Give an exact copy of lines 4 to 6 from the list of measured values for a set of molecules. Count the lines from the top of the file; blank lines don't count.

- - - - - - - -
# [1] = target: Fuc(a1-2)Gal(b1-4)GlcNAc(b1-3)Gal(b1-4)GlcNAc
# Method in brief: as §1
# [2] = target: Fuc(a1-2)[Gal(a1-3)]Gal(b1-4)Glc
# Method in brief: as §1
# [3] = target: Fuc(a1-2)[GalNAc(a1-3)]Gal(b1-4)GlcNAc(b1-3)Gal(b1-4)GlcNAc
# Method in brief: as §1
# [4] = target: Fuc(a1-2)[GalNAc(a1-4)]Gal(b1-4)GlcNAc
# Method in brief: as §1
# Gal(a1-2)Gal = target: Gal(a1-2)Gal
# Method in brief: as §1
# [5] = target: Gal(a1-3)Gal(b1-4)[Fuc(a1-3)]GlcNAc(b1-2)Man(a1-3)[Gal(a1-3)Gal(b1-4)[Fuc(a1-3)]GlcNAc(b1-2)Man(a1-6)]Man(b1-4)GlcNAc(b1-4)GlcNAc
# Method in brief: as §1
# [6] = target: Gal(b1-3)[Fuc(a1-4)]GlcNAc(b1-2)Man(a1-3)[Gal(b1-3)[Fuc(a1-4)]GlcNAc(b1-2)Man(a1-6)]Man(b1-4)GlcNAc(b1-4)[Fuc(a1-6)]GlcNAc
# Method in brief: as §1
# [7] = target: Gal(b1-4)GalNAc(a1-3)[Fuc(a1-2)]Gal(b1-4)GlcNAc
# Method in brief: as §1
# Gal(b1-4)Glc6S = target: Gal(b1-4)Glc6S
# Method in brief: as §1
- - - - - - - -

# Method in brief: as §1
# [3] = target: Fuc(a1-2)[GalNAc(a1-3)]Gal(b1-4)GlcNAc(b1-3)Gal(b1-4)GlcNAc
# Method in brief: as §1